Worm sperm sheds light on Darwin’s ‘mystery of mysteries’

July 30, 2014 10:56 pm | Updated 10:56 pm IST

This image depicts an instance of cross-species breeding gone awry. Fluorescence microscopy reveals sperm, in red, invading a female worm's body. Photo: Gavin Woodruff/University of Maryland

This image depicts an instance of cross-species breeding gone awry. Fluorescence microscopy reveals sperm, in red, invading a female worm's body. Photo: Gavin Woodruff/University of Maryland

Different species are usually unsuccessful at interbreeding; if they do, the hybrid offspring is usually sterile. In this way, species are kept separate and the diversity of life is maintained. In a study published in PLoS Biology this week , scientists observed that when female worms belonging to the Caenorhabditis genus mate outside their species, they end up with reduced lifespans and fewer offspring than usual. While exploring the possible reasons, they may have uncovered a mechanism underlying the formation of new species.

The primary interest in mating for the male of a species is to pass on its genes to the next generation. For this, its sperm cells have to outperform other sperm cells competing to fertilise the eggs of a female. One way for it to do so is to evolve its sperm to become increasingly motile. In this mad rush to the finish line, these “pushy” sperm cells sometimes end up harming the same female they are trying to fertilise. To survive, females evolve to become increasingly resistant to aggressive sperm. “As a consequence, the feature that is beneficial to males is not optimal or even harmful to females, and vice versa,” explained one of the authors Asher Cutter from University of Toronto via email to this correspondent.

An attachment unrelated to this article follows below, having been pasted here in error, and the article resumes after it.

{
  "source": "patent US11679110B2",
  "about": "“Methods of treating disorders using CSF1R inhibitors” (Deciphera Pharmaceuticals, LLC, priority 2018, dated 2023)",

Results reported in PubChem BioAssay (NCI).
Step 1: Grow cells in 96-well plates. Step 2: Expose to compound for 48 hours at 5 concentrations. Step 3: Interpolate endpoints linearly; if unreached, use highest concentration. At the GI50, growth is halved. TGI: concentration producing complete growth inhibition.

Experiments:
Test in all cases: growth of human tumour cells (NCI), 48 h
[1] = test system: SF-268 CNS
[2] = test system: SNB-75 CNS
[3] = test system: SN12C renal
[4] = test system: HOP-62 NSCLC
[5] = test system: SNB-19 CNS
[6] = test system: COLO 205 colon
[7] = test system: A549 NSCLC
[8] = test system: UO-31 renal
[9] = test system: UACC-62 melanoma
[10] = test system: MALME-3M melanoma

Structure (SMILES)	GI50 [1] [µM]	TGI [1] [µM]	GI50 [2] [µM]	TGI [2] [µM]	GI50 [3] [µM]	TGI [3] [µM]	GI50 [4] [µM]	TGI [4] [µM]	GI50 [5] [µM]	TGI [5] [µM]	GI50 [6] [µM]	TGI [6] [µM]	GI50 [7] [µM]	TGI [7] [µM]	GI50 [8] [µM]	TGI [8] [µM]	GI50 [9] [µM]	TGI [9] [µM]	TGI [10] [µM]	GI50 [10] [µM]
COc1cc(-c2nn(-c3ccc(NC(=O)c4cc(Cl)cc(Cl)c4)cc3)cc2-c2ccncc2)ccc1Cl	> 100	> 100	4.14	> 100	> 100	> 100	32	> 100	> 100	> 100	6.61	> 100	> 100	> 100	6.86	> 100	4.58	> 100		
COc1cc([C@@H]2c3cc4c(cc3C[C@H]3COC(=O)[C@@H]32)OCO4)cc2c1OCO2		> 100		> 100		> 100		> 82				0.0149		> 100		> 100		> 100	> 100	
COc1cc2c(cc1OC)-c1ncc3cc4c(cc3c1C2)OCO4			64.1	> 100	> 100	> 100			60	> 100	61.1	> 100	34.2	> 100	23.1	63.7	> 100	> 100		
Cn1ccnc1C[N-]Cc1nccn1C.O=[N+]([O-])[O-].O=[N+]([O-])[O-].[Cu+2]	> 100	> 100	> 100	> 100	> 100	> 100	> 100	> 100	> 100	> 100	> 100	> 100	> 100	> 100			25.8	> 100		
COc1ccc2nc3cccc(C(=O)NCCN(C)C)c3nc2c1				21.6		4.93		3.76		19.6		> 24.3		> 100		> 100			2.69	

Within species, this “sexually antagonistic co-evolution” is usually in-sync so the sperm cells do not end up harming their own females. However, it may be that the sperm cell of one species has evolved to become more aggressive than can be handled by the females of another species. So when they mate, the foreign sperm ends up breaking through the female’s uterus, invading the ovaries and prematurely fertilising the eggs. Sometimes this can end up sterilising or even killing the female. Cutter and team propose that this explains their observations while interbreeding Caenorhabditis worms.

They tested their theory by mating hermaphrodite worms (self-mating) of one species to males of another species. As expected, the hermaphrodites, being used to the gentler sperm they produce themselves, were found to be especially prone to sterility and death.

“Our studies suggest that fertility problems could be a by-product of sexual conflict among gametes in species with an evolutionary history of intense polygamous mating,” said Cutter. K. Subramaniam, researcher unrelated to the study who studies Caenorhabditis worms at IIT-Madras, recognised the role of sexually antagonistic co-evolution in rapid diversification and evolution of new species. “These findings could provide new mechanistic insights into how the sexual antagonism evolves,” he said via email to this correspondent.

The team now plans to study rare worm hybrids to understand how a single ancestral population “happily” interbreeding split into descendant populations that are averse to doing so. “In this way, we hope to solve the genetic causes of Charles Darwin's 'mystery of mysteries' – how it is that new species form,” said Cutter.

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